Now that living trees have been ruled out, I start checking all the "dead and down" trees in my search area. These include standing snags and old windfalls. Here again the increment borer proves valuable. Coupled with my training in wood identification while enrolled at the School of Forest Engineering at Oregon State University, I quickly determine which of the dead trees are "black pine" and investigate these diligently, but I soon determine that no "original evidence" lies hidden in these trees. For whatever reason, I determine that they are not old enough either. I've now been searching for about four hours, so it's time to give it a break and have some lunch. I know now that the real work begins, because I will have to investigate all the decaying woody material in the area, including old stumps, root collars and any other likely candidate. I'm beginning to get a little nervous about the time as well. It was a two-hour hike into the area and since I only have 15 hours of daylight on this day, I'm left with about six more hours of work to complete my search and set a new monument and accessories before I'll need to leave, or be faced with a two-hour hike in the dark through the woods. This thought spurs me to take a short lunch.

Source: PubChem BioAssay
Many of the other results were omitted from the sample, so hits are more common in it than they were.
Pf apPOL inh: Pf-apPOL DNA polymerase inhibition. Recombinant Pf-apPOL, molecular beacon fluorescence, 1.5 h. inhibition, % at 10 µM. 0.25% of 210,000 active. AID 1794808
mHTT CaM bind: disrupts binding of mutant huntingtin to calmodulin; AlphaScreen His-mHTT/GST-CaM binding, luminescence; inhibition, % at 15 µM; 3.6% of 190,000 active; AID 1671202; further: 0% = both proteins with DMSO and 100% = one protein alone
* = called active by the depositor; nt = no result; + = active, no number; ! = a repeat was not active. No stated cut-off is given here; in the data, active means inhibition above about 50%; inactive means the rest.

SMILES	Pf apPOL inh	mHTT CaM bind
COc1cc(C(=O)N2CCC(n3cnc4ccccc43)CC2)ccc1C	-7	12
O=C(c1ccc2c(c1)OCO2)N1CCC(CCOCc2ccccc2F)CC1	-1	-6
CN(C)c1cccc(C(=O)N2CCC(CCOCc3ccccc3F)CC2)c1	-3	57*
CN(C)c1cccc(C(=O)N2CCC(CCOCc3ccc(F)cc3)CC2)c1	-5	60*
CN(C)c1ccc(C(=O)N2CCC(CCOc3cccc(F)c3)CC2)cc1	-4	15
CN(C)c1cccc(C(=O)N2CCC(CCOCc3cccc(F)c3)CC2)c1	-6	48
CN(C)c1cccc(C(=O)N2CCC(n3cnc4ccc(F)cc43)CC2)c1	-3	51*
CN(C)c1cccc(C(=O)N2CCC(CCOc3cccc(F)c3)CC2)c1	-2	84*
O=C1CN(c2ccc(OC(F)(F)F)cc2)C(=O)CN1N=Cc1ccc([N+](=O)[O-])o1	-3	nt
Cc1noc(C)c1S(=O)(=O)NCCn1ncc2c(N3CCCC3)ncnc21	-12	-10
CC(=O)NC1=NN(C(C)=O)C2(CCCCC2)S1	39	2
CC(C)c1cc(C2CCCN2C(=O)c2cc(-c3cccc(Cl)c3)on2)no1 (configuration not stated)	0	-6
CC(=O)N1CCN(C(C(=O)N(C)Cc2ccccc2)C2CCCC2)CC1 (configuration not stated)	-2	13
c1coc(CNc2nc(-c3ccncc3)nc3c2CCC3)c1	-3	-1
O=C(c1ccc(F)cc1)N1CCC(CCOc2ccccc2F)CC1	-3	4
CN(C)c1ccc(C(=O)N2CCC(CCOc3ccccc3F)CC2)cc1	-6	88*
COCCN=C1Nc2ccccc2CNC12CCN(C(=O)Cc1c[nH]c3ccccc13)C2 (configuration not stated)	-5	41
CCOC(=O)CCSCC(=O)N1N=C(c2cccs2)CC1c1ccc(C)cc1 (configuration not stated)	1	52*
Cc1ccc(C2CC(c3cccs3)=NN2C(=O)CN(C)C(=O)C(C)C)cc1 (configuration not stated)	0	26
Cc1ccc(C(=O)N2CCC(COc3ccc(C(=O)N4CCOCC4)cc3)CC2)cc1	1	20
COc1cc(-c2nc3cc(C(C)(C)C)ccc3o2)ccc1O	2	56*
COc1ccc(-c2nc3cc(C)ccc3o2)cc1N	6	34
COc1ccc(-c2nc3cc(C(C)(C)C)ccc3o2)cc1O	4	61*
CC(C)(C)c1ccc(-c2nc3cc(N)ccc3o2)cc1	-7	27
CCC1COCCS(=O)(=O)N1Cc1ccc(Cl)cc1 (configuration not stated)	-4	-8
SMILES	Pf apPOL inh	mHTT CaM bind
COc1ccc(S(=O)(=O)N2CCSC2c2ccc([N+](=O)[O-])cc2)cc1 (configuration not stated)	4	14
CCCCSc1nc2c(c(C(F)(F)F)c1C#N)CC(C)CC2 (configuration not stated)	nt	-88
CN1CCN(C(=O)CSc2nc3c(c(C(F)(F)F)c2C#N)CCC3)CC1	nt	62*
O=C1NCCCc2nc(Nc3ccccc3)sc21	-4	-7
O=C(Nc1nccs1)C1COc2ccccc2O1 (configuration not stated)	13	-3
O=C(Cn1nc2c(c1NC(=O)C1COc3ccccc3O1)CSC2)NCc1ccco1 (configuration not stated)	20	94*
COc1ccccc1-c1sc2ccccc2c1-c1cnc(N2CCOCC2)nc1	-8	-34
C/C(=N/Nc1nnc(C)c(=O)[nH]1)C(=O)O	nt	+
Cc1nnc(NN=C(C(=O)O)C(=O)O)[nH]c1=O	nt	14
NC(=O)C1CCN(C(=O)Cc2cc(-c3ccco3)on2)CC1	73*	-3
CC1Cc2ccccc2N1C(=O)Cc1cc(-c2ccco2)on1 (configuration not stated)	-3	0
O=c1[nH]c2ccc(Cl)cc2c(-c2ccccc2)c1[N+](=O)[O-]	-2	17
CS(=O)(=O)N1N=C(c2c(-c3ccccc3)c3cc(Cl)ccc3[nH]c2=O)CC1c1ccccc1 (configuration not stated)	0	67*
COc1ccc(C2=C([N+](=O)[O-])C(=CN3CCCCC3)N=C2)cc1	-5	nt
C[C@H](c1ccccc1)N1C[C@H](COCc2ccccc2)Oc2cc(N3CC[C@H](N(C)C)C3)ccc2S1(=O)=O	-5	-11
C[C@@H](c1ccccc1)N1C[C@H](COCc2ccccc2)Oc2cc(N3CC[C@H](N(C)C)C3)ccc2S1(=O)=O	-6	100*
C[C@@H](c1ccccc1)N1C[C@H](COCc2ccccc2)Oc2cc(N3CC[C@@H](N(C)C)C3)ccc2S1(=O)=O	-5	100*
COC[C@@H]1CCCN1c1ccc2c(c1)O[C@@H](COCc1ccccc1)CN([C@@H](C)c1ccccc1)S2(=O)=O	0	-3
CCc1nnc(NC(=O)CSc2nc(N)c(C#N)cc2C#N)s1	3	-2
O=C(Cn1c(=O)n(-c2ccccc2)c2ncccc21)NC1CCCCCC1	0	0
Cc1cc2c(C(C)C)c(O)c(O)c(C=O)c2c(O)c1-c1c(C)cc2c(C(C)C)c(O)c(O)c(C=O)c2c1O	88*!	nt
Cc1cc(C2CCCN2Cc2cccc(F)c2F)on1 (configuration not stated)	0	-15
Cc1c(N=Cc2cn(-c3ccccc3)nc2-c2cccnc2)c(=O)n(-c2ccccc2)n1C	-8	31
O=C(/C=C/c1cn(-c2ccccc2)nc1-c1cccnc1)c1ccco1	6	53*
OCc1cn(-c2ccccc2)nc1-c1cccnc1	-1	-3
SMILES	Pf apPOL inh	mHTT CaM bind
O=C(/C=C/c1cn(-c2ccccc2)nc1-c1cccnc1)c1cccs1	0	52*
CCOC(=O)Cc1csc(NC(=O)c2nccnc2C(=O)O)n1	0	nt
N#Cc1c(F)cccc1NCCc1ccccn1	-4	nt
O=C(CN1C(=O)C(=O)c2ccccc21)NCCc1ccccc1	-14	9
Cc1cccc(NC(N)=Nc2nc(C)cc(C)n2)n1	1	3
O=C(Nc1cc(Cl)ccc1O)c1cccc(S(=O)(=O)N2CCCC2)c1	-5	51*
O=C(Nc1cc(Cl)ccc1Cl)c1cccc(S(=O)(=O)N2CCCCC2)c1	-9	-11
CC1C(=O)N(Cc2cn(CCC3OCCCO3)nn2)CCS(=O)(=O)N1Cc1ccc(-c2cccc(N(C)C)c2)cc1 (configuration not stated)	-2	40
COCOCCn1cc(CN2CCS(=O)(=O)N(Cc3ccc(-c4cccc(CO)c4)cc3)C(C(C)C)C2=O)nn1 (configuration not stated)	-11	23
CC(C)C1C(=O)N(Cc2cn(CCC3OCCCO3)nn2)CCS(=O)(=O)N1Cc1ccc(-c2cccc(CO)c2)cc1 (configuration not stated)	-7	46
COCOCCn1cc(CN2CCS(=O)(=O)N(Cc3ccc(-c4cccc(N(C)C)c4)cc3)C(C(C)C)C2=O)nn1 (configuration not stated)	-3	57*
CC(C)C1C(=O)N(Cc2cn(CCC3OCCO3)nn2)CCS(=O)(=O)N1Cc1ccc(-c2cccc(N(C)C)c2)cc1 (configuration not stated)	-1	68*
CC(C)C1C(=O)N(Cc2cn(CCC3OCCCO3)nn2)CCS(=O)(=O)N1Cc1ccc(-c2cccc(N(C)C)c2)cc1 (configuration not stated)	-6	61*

After lunch, I begin examining all stumps with any likely scars. Of course, my predecessors have done the same, so my heart really isn't in this task. Nevertheless, it is evident that no stump in this area is going to yield "original marks." Even the stumps aren't old enough!

Now begins the shovel and rake work. I turn over all likely pieces of rotten wood with no success. I then remove the top layer of woody debris from the search area to see if I can uncover any root crowns from very old tree evidence. This yields two likely candidates, but after careful excavation at the base of these in the location of where the "original marks" should have been established, I find no evidence. Now I'm getting really worried. Could this be one of those instances where all the naysayers were right, and I won't find the evidence I need? All my work up to this point indicates that the GLO surveyors were here and they set a monument and accessories just as they had indicated. The original monument was called to be a squared fir limb, so I don't hold out much hope of finding surface evidence remaining. I need the accessories! I expand my search area and work in a clockwise direction around my initial 36' radius circle, examining a 6' wide swath for any decaying evidence. I turn over a rotten piece of wood with an oddly flattened side, but at first glance, nothing catches my attention. I keep on searching.